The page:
Besides, as I'm sure you know, there are many wordless practices -- breathing exercises, meditation techniques -- that can help center you and nourish your spiritual being. I'm not suggesting that you meditate for long stretches at work. Deep meditative states are not wildly compatible with the average workplace (and heaven help you if the phone rings). But you might want to devote a few minutes to centering yourself at various times during the day, with the express purpose of reminding yourself that there's more to you than your workload. What if you're so busy you can't possibly take time to center yourself? Do it anyway. The times you feel the most frantic are the times you most need to coax yourself back into your body and soul, even if it's only for half a minute.

 

Shut your door, if you have one, or just close your eyes, and do whatever takes to bring yourself to a place of inner stillness. Maybe you have a favorite breathing exercise that reliably calms you down. There are dozens of these. One centering yoga technique, for example, is to inhale through your nose for a count of seven; hold your breath for a moment; exhale through your nose for a count of seven; hold your breath for a moment; and repeat the cycle several times. It really doesn't matter how you arrive at stillness; the stillness itself is the point. When you attend to what Oscar Wilde once called the Great Silence, you connect with a source of enormous strength and support. Don't take my word for this; run the experiment for yourself.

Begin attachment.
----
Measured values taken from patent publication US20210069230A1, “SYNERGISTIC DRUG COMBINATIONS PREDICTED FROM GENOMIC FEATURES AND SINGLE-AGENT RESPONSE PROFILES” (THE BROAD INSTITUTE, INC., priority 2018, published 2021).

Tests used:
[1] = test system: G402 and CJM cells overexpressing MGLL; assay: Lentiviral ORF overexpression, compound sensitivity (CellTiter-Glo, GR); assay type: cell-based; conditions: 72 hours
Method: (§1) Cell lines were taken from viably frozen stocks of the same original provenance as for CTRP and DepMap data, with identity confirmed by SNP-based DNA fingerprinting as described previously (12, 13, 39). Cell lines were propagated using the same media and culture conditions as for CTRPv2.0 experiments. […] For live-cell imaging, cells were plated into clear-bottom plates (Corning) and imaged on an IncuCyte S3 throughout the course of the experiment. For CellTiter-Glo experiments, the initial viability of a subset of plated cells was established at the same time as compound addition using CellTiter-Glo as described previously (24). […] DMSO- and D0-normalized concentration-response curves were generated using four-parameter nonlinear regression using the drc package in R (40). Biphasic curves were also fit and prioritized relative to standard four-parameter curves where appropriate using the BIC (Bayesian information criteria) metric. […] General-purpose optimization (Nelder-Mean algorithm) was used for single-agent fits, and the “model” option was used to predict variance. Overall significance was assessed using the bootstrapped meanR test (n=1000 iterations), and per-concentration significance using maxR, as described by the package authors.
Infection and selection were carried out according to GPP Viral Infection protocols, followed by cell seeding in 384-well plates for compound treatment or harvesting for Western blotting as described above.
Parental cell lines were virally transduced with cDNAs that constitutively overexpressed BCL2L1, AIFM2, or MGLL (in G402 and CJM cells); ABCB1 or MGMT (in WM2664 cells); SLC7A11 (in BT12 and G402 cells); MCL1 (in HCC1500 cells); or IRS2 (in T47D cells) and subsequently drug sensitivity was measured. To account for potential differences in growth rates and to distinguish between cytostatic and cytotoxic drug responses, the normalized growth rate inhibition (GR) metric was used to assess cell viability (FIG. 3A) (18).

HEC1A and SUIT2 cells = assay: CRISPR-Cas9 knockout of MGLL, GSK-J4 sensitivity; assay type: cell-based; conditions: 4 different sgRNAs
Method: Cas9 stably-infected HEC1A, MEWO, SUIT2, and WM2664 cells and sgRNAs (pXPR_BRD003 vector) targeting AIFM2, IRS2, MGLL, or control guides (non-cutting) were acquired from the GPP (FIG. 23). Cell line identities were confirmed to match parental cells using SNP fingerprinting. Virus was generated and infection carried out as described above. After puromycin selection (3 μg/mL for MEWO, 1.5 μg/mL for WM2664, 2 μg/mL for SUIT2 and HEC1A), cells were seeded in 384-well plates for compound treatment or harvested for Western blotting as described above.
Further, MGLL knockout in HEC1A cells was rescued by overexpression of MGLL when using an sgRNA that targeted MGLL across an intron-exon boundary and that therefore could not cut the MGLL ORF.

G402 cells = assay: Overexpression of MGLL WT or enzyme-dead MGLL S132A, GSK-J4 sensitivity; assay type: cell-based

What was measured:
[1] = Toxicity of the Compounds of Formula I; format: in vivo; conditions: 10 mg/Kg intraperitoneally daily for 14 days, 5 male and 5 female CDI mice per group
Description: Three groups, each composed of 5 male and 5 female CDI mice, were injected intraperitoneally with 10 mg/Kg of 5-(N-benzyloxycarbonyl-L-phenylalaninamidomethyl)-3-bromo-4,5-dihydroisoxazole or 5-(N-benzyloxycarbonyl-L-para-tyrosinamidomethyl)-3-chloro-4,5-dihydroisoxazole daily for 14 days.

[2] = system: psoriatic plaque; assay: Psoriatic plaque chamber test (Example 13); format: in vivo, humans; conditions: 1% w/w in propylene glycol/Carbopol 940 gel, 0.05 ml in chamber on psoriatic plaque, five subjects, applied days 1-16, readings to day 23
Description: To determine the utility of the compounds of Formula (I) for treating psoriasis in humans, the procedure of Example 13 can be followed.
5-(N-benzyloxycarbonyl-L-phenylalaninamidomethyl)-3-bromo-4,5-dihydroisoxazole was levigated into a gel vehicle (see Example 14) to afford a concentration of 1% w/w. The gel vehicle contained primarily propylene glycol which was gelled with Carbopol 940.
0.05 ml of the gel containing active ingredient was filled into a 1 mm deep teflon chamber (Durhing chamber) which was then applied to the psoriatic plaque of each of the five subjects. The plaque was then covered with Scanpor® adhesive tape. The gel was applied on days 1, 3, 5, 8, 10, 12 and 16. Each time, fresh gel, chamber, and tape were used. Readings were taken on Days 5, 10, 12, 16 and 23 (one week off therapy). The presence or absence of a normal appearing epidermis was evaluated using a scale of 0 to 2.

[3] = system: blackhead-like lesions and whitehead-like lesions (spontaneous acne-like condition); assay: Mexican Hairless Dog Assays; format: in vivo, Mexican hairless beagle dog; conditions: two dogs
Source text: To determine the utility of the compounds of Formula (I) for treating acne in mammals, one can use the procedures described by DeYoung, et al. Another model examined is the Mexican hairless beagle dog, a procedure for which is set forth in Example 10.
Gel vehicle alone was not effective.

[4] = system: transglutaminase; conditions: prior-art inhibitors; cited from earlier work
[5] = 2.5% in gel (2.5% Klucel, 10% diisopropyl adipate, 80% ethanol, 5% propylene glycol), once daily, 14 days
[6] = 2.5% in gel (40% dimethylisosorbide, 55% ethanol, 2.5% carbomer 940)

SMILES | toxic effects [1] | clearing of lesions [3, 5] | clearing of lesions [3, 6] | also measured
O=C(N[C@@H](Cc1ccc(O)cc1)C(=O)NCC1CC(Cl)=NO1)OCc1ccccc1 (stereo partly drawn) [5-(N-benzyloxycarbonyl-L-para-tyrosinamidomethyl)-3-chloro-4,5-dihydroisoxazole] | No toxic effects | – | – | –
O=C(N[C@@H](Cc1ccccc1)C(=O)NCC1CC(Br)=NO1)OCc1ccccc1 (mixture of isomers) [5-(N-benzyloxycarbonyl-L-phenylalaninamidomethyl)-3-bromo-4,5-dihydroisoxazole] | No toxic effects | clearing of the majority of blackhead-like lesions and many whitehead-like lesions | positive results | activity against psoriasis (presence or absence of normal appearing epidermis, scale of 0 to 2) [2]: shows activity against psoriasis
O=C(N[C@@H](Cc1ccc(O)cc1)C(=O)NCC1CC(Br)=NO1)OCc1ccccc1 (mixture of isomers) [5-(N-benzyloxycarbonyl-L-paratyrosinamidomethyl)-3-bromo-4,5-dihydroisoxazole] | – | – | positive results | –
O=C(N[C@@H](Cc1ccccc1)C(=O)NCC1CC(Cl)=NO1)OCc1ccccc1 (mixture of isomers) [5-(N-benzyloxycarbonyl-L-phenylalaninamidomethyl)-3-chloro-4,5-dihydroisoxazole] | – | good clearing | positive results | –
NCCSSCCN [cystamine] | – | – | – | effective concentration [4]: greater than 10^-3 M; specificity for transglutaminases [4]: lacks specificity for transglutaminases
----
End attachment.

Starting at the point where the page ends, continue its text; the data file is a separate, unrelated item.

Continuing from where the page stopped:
. . .

Exercise: Work as Prayer

Work itself can become a form of prayer if you learn to approach it that way. Okay, not all work all the time -- but some work, some of the time.